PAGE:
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Hoekstra: Enact Law to Recall Federal Officials

By Rep. Pete Hoekstra   |   Wednesday, 17 Mar 2010 03:48 PM

Earlier this year the people of Massachusetts stormed the castle of the political elite and toppled it to the ground. After months of abuse, neglect and being shut out of the lofty parapets of the U.S. Senate, they took a stand and sent a strong, undeniable message to the Democrat-controlled “Castle” of American politics.

Enough is Enough.

Senate Majority Leader Harry Reid, who should have been the chief target of voter anger, purchased Senator Ben Nelson’s vote for healthcare “reform” with a sweetheart “Cornhusker Kickback.” Perhaps they were angry over the outrageous “Louisiana Purchase” to buy Senator Mary Landrieu’s vote for the Washington Takeover of healthcare. Maybe it was the deal to pardon unions from a tax on their health care plans.

Editor's Note: Watch the exclusive Newsmax.TV interview with Rep. Pete Hoekstra Here

But regardless of the cause, the result was clear. The voters of Massachusetts did something truly extraordinary in a political world that has become ever jaded, ever-unaccountable, and ever resistant to true change. They ended the 31-year reign of all-Democratic Senators in Massachusetts, a space on the electoral map usually reserved for only the darkest shades of blue. In doing so, they sent a clear message: you cannot ignore the will of the people without consequences.

As the health care debate progressed last year, American citizens increasingly discovered their voices were being shut out. They felt quarantined from the real negotiations, which proceeded behind closed doors… in the dark… and only between the leaders of the left and lefter wings of the Democratic Party. Americans were no longer welcome to the table when it came to decisions about their own tax dollars, economy or health care. They were no longer the silent majority -- many were anything but silent – instead, they were the ignored majority. Often they asked what they could do to determine their own political destiny, and the most common refrain became “we in Washington will decide what’s best for you.”

For far too long, individual voices have been drowned out by the noise of Washington sound bytes. Our system of government does not merely allow for citizen participation – it depends upon it. To this end, I introduced a Voters’ Bill of Rights legislative package that provides voters the ability to recall members of Congress.

The health care debate clearly demonstrated that even the most universally disliked and disagreeable decisions made in Congress, like the “Cornhusker Kickback,” occur with virtually zero oversight or accountability. The lack of accountability isn’t restricted to issues as high-profile as healthcare legislation – it has become par for the course in Washington. Political paybacks, rather than policy or principle, are the exception and not the rule in Washington.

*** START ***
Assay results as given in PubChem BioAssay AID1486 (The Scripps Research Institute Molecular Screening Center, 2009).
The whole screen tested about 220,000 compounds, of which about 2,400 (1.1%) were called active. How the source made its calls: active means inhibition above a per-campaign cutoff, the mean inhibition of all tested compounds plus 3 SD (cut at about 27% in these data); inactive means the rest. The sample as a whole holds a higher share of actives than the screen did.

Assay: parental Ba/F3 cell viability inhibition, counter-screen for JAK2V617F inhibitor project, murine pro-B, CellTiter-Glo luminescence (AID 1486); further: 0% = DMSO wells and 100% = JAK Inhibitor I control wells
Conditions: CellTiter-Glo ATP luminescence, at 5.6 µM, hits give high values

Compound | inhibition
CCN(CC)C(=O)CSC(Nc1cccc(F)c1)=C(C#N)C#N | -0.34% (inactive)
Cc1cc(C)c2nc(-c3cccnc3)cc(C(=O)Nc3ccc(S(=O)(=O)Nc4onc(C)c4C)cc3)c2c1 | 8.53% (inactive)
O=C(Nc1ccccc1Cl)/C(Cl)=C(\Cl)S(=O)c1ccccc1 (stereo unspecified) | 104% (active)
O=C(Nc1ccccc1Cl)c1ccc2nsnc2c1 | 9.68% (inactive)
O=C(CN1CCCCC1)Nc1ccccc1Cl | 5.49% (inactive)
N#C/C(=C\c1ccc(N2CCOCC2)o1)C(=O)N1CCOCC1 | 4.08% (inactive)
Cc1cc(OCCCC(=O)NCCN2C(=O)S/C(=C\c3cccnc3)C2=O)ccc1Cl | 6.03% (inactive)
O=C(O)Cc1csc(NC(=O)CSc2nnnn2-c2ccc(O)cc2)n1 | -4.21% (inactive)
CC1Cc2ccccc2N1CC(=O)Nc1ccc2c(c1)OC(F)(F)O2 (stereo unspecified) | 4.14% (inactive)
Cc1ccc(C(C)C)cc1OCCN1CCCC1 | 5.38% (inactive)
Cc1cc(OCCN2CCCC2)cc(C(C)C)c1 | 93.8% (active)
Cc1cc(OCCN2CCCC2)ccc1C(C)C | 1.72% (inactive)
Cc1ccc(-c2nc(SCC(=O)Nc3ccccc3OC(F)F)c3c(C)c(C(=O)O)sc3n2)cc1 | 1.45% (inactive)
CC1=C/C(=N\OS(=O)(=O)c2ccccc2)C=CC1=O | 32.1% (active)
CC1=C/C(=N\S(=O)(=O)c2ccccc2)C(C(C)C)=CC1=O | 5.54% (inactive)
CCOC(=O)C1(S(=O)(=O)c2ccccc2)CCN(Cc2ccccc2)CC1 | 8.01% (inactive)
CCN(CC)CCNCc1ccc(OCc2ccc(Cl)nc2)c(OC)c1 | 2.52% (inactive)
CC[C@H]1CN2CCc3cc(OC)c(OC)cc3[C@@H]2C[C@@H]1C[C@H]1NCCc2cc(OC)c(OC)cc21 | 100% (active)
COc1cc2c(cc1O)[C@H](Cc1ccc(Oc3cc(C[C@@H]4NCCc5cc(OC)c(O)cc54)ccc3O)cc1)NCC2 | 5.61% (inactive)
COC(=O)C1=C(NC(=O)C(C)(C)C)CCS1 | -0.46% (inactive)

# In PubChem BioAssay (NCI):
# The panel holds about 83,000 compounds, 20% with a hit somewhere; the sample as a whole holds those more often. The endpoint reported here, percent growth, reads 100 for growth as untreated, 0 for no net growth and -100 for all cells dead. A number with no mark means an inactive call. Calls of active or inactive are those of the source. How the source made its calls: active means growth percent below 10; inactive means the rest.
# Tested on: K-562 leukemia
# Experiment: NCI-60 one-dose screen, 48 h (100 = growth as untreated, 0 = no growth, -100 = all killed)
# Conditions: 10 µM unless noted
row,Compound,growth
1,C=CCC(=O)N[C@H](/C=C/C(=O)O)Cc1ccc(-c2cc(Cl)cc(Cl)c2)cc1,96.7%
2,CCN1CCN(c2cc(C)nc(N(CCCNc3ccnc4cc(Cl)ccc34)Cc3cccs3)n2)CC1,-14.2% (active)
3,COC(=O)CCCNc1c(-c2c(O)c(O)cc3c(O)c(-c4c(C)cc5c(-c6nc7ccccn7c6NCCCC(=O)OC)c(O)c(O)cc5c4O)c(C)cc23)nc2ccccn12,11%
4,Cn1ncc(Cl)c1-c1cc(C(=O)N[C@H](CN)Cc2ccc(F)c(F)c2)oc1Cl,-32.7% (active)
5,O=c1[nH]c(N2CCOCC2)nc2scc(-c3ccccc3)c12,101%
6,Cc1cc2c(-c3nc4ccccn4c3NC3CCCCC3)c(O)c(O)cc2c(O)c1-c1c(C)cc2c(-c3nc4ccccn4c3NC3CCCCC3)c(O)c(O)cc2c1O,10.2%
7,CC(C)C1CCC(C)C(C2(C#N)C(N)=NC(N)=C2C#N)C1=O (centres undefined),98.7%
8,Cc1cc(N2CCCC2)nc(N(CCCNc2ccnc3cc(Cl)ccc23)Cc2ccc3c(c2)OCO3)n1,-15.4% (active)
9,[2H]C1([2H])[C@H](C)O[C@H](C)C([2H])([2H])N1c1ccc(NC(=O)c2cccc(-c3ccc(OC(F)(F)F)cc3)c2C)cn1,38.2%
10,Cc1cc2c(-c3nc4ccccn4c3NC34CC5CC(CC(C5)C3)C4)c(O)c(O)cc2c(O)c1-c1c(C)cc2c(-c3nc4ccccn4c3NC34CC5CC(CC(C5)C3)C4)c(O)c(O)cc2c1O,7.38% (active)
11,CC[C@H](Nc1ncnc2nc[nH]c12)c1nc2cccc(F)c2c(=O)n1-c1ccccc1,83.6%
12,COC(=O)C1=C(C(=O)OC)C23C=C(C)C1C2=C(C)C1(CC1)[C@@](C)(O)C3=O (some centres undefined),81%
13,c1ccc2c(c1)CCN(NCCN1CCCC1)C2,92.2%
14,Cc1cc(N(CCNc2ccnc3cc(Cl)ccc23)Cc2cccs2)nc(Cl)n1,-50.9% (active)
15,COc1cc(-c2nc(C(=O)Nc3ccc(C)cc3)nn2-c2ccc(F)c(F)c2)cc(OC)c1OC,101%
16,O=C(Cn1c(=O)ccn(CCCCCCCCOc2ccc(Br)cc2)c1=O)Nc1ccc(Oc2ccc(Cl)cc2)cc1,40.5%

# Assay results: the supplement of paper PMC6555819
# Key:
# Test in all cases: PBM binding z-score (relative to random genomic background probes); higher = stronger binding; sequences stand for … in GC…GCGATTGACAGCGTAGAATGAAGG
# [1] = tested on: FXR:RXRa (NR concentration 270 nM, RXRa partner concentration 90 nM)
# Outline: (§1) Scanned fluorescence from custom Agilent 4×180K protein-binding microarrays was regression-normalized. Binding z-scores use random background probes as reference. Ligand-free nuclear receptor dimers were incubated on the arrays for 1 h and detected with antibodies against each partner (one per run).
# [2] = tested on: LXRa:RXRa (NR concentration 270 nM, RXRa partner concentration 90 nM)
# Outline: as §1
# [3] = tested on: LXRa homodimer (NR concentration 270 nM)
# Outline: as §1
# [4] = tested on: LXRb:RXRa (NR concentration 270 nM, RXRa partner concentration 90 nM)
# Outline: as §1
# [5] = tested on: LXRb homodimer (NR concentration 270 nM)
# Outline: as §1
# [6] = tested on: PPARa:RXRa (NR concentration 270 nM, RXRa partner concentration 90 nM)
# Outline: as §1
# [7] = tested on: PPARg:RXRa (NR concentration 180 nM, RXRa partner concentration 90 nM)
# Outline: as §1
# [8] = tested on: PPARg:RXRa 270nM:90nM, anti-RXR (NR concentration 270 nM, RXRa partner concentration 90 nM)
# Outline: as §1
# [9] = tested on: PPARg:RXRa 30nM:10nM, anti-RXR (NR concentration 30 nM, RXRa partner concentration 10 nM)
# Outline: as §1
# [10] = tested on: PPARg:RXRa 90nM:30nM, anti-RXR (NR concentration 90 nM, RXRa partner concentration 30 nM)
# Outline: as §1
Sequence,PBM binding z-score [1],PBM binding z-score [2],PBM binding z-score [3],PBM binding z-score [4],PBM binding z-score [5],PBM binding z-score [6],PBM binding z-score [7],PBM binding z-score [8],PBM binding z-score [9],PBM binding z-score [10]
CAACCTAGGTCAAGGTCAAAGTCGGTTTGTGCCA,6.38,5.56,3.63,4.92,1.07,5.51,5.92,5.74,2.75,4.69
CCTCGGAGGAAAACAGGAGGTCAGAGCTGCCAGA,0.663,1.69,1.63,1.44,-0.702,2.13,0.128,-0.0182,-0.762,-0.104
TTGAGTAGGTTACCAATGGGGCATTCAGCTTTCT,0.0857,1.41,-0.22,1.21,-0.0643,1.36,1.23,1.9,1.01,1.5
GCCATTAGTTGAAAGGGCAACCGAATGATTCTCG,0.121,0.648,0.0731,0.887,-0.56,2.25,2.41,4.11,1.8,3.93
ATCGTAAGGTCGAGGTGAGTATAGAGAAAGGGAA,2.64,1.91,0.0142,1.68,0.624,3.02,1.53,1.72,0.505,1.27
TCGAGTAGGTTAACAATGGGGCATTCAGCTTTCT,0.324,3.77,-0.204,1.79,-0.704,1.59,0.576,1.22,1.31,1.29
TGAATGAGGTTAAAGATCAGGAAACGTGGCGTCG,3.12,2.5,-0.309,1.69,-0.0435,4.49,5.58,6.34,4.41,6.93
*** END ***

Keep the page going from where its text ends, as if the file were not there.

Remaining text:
The concept behind H.J.Res.71 is simple. When elected officials lose the support of the governed, they can be held accountable.

It is a tool that should be used infrequently, but it is a tool that should be available. Recall is currently available in 18 states – but only for state officials, not federal ones. Even at the state level, it is often ignored. In a modern political era dominated by irresponsible politicians (Rod Blagojevichs comes to mind) only one governor, Gray Davis of California, has ever been held accountable and recalled.

What happened in Massachusetts was effectively a recall election. Imagine how different the healthcare debate would have been if every American had the opportunity to recall their member of Congress. Some of my Democratic colleagues might even have shown up for town hall meetings last August!

A recall is, to opponents, the nuclear option of American democracy, but many in Michigan and across America felt that exact sense of desperation during the health care debate. They didn’t simply see Congress moving in a direction they could support – because they were left out of the process. They saw Congress legislating in private, and realized such negotiations would impact not only their physical health, but the health of our nation’s economy.

The desperation resulting from this callous disregard for the voice of the citizenry manifested itself in many ways. Citizens who had no other options stormed Congressional offices by phone and e-mail and, if they could, town hall forums. People went from focused to frustrated and vilified – all because nobody was listening. Well, I’m listening, and so should my colleagues.

My bill calls for a federal constitutional amendment, but federal recall may even be possible at the state level as well. Many experts have expressed the opinion that individual state legislated recall measures may pass constitutional muster because it deals with election law, clearly within the domain of state jurisdiction. Today, I advocate that our state of Michigan be at the forefront of exploring state-level, federal recall.

The bottom line is this: When Congress has the hubris to ignore American desires and opinions, Americans must have the right to regain the voice that they deserve. Congress needs to give Americans the power to regain their voice in the political debate and truly participate in a Democratic process that’s currently ensconced in the walls of an Ivory Castle. It is time to storm the castle, tear down the barriers and restore the democratic ideals upon which our nation was built.

Editor's Note: Watch the exclusive Newsmax.TV interview with Rep. Pete Hoekstra Here

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